Corrie Williamson is one of the five New Makers that TOAST will be supporting and nurturing throughout the year. Her contemporary, sculptural mobiles are created from found materials, making each entirely unique.
Tucked away in a garden in Hackney, east London is Corrie Williamson’s characterful studio, filled to the brim with found materials and tools. It’s here she creates serene hanging mobiles using traditional metal and woodworking techniques. “It’s semi-industrial on one side,” she says. “It’s tiny, that’s why I’ve grouped the big tools.” The other half she keeps tidy, to make it easier to sit down and work on more delicate elements. The studio is also home to her extensive library of salvaged materials. “I just store them wherever I can! I had a big clear out recently, so it’s kind of under control!”
Also a jeweller, Corrie used to share a workshop with applied artists, upholsterers and carpenters. “Often people would move on and leave pieces of machinery behind, or I would buy tools from them. I was accumulating tools, but they were getting much larger, and then my jewellery started to get bigger and bigger and less wearable in a way.” These larger pieces led naturally to her first mobile, created when her baby daughter was born. It was modestly created with what she could find around the house: “bits of kitchen equipment, bamboo skewers and things like that, as well as wooden beads and pieces of jewellery.”
Working with what’s nearby is integral to Corrie’s work. “I like that part of the process of making things is being constrained by what you have around you, rather than being able to always get exactly what you want. It's quite nice just working with what you have; I think that's how the best ideas come.” She repurposes offcuts from other makers that would otherwise go to waste, accumulating unusual materials and using them to introduce variation and an unexpected element to her work. “I have a few furniture makers who are just saving stuff for me and because of the size of the pieces that I need, I know that their offcuts are going to work. I have one maker in Bedfordshire who makes really large pieces, and he saves me all the bits for me to rummage through.” Alongside wood, a key material Corrie uses is metal; particularly brass, as it can be melted down and reused infinitely. “Over time I've built up quite a stash. I shared a studio for a while with an instrument maker and they had some really good materials they had no use for. Even things like cymbals. When a drummer's cymbals break, which can happen often, there's lots of metal there to work with.” This eagerness to work with unconventional materials brings both a lyrical and organic quality to her work.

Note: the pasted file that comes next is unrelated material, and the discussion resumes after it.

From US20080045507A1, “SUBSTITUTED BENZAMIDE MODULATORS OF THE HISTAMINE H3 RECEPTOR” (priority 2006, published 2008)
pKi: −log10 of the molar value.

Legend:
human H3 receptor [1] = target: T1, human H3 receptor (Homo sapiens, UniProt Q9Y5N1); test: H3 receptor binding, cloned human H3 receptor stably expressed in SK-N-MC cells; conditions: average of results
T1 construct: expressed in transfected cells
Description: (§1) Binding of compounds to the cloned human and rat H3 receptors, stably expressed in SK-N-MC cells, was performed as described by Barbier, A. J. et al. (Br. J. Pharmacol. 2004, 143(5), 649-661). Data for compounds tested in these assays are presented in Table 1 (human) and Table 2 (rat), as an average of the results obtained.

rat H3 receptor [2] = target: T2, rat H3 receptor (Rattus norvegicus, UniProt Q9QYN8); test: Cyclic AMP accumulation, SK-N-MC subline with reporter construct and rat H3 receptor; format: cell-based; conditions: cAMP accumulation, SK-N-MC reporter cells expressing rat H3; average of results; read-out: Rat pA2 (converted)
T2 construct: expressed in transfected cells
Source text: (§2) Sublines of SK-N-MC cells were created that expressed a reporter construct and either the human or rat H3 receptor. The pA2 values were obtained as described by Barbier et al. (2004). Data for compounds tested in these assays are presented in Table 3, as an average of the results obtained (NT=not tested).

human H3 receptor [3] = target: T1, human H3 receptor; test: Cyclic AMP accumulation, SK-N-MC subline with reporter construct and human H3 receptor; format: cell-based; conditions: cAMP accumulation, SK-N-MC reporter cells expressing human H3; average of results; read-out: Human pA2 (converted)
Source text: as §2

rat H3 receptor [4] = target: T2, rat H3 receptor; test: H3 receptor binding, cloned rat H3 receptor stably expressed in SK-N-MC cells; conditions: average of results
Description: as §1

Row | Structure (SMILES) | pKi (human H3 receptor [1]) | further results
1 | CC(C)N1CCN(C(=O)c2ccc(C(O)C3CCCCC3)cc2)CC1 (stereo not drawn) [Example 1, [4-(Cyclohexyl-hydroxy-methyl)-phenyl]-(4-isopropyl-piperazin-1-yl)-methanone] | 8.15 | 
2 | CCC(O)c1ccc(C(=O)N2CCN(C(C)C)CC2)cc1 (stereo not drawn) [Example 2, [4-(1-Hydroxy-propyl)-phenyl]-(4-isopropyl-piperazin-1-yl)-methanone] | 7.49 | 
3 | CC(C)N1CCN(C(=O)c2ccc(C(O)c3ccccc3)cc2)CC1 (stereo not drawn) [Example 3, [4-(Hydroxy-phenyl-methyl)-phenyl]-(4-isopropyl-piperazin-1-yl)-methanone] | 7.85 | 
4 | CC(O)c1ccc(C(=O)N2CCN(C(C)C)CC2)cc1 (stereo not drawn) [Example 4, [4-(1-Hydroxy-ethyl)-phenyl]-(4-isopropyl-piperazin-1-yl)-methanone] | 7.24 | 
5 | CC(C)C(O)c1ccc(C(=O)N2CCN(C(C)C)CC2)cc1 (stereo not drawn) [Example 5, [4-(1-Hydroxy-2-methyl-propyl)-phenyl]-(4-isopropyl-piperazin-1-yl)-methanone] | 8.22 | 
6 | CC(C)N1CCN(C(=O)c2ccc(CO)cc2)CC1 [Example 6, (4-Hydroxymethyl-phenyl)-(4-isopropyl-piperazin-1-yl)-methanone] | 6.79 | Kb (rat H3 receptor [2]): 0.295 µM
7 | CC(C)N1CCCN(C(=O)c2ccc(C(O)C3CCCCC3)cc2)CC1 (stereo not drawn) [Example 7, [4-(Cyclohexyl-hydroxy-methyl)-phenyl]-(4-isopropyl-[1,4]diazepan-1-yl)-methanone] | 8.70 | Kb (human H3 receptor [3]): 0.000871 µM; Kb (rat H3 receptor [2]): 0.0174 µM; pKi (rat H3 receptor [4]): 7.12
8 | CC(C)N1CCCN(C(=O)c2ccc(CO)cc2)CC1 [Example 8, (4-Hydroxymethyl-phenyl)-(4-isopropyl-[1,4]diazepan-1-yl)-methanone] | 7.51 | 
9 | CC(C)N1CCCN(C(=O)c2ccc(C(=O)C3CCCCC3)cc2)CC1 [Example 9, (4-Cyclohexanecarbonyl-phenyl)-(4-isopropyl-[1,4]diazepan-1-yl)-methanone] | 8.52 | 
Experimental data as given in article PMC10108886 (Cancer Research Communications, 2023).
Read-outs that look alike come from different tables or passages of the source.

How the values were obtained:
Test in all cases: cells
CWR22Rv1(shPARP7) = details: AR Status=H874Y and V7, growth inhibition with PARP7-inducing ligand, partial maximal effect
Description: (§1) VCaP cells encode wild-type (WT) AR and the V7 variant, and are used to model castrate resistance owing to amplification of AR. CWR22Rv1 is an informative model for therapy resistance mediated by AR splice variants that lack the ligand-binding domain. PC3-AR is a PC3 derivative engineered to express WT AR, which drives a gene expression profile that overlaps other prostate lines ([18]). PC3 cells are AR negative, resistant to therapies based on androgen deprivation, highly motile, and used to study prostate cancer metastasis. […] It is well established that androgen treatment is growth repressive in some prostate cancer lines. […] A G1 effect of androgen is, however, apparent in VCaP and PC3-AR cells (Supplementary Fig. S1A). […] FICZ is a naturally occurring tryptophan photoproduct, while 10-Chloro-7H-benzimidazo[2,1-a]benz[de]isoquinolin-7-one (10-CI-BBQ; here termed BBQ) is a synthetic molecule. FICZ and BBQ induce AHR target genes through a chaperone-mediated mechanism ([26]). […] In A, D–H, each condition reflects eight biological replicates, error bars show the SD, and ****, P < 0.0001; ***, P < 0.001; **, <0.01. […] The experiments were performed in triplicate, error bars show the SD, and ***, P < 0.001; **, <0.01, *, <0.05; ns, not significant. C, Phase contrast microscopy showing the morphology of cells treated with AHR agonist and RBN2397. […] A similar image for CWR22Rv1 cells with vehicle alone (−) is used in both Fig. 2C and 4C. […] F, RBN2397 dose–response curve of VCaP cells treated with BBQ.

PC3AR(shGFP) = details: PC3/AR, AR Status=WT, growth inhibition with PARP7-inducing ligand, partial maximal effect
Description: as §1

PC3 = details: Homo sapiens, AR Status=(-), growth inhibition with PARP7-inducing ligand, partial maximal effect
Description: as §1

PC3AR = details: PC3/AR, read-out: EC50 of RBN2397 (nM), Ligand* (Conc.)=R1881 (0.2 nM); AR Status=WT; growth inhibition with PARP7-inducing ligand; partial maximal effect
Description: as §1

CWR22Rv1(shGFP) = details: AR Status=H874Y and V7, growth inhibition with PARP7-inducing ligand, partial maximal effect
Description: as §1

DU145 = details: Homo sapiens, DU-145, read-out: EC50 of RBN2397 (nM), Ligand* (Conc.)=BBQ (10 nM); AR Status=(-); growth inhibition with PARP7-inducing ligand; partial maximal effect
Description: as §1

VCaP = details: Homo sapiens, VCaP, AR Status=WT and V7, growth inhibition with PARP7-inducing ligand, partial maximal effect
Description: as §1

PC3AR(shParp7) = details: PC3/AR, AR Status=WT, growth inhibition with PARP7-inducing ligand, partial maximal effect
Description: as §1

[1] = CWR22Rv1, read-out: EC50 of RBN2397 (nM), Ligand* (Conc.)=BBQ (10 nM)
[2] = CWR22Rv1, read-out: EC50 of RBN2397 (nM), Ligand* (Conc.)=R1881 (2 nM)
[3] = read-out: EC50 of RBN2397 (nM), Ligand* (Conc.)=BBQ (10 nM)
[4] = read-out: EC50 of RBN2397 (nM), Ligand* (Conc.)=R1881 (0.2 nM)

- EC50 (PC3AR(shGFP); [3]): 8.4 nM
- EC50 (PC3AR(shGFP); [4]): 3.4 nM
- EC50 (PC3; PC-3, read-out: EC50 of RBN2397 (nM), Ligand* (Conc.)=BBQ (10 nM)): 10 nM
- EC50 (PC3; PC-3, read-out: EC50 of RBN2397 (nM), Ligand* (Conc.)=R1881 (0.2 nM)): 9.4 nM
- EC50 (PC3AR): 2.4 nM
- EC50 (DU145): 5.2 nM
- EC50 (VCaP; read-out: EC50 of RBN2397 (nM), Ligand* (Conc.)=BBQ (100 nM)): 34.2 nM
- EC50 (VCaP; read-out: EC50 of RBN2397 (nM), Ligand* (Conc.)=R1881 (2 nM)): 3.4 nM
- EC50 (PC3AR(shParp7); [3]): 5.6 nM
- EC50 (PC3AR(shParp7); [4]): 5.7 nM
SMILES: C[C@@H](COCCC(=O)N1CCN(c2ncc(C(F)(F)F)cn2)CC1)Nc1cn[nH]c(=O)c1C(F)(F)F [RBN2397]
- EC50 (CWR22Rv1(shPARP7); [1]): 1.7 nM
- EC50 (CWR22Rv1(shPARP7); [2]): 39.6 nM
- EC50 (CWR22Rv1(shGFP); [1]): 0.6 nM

Corrie trained in textiles, and credits this for her love of pattern. Her mobiles create ever-changing, dynamic patterns, tracing silhouettes and shadows across walls. She’s particularly inspired by the work of Sonia Delaunay and Alexander Calder. “I also love JB Blunk; he worked in ceramics and wood and metal, making jewellery and furniture. I’m really drawn to multidisciplinary artists.” This interest is articulated by her confident material combinations and artful arrangements, which create unexpected harmonies. Calder’s influence can be seen in Corrie’s expressions of balance, which are crucial to her work. To ensure the elements of her pieces work in perfect equilibrium, an idea is first created as a 3D drawing, from very flexible wire. “I don’t do much sketching on paper, but I make a lot of small versions, maquettes and little material studies along the way.” Avoiding waste is integral to her design process, she explains. “Normally I start making everything much smaller so I'm not using too many materials. Often I'll use bits that have been discarded from making something else, they'll just lead on to the next piece.”
There’s a simple beauty in the way Corrie’s mobiles express a sense of perpetual transformation. The materials she uses have previous lives and are now suspended in new contexts, responding to movements around them. They’re in a constant state of flux. Always new; endlessly fascinating.
Interview by Alice Simkins.
Studio photography by Suzie Howell.